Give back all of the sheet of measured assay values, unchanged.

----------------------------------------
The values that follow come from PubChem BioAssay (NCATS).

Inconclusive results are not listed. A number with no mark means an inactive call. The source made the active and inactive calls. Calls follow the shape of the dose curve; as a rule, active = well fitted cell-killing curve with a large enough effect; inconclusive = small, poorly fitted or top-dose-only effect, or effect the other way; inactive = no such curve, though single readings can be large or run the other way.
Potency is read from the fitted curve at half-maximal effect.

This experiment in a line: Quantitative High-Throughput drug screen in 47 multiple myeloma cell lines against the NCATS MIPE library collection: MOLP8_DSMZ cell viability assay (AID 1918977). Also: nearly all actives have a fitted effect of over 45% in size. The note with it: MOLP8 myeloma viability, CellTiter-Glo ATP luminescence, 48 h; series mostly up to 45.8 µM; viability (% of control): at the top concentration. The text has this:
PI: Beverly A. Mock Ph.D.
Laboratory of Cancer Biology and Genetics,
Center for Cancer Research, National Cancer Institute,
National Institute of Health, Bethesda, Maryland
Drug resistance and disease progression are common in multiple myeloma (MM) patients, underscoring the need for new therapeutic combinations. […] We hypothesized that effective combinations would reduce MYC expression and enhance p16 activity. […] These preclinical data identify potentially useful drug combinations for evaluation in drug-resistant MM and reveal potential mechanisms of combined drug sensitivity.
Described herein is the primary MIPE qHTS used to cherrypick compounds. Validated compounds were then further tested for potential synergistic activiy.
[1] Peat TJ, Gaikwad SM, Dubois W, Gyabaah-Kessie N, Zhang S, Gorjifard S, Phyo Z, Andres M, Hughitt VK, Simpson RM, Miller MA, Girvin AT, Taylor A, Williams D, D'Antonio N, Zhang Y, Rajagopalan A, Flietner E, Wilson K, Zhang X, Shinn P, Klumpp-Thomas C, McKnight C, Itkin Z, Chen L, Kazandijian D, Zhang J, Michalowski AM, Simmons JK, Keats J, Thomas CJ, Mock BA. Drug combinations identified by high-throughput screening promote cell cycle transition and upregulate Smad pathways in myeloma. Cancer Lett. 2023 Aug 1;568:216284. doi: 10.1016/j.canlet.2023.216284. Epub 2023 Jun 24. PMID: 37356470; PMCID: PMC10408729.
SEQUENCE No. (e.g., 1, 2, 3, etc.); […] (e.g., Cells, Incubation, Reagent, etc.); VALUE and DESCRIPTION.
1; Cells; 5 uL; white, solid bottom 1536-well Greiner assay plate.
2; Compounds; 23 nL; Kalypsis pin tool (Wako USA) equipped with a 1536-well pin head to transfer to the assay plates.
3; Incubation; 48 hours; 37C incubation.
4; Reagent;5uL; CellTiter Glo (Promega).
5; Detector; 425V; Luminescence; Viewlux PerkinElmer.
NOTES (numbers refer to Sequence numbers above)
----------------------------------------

The values that follow come from PubChem BioAssay (NCATS).

Inconclusive results are not listed. A number with no mark means an inactive call. The source made the active and inactive calls. Calls follow the shape of the dose curve; as a rule, active = well fitted cell-killing curve with a large enough effect; inconclusive = small, poorly fitted or top-dose-only effect, or effect the other way; inactive = no such curve, though single readings can be large or run the other way.
Potency is read from the fitted curve at half-maximal effect.

This experiment in a line: Quantitative High-Throughput drug screen in 47 multiple myeloma cell lines against the NCATS MIPE library collection: MOLP8_DSMZ cell viability assay (AID 1918977). Also: nearly all actives have a fitted effect of over 45% in size. The note with it: MOLP8 myeloma viability, CellTiter-Glo ATP luminescence, 48 h; series mostly up to 45.8 µM; viability (% of control): at the top concentration. The text has this:
PI: Beverly A. Mock Ph.D.
Laboratory of Cancer Biology and Genetics,
Center for Cancer Research, National Cancer Institute,
National Institute of Health, Bethesda, Maryland
Drug resistance and disease progression are common in multiple myeloma (MM) patients, underscoring the need for new therapeutic combinations. […] We hypothesized that effective combinations would reduce MYC expression and enhance p16 activity. […] These preclinical data identify potentially useful drug combinations for evaluation in drug-resistant MM and reveal potential mechanisms of combined drug sensitivity.
Described herein is the primary MIPE qHTS used to cherrypick compounds. Validated compounds were then further tested for potential synergistic activiy.
[1] Peat TJ, Gaikwad SM, Dubois W, Gyabaah-Kessie N, Zhang S, Gorjifard S, Phyo Z, Andres M, Hughitt VK, Simpson RM, Miller MA, Girvin AT, Taylor A, Williams D, D'Antonio N, Zhang Y, Rajagopalan A, Flietner E, Wilson K, Zhang X, Shinn P, Klumpp-Thomas C, McKnight C, Itkin Z, Chen L, Kazandijian D, Zhang J, Michalowski AM, Simmons JK, Keats J, Thomas CJ, Mock BA. Drug combinations identified by high-throughput screening promote cell cycle transition and upregulate Smad pathways in myeloma. Cancer Lett. 2023 Aug 1;568:216284. doi: 10.1016/j.canlet.2023.216284. Epub 2023 Jun 24. PMID: 37356470; PMCID: PMC10408729.
SEQUENCE No. (e.g., 1, 2, 3, etc.); […] (e.g., Cells, Incubation, Reagent, etc.); VALUE and DESCRIPTION.
1; Cells; 5 uL; white, solid bottom 1536-well Greiner assay plate.
2; Compounds; 23 nL; Kalypsis pin tool (Wako USA) equipped with a 1536-well pin head to transfer to the assay plates.
3; Incubation; 48 hours; 37C incubation.
4; Reagent;5uL; CellTiter Glo (Promega).
5; Detector; 425V; Luminescence; Viewlux PerkinElmer.
NOTES (numbers refer to Sequence numbers above)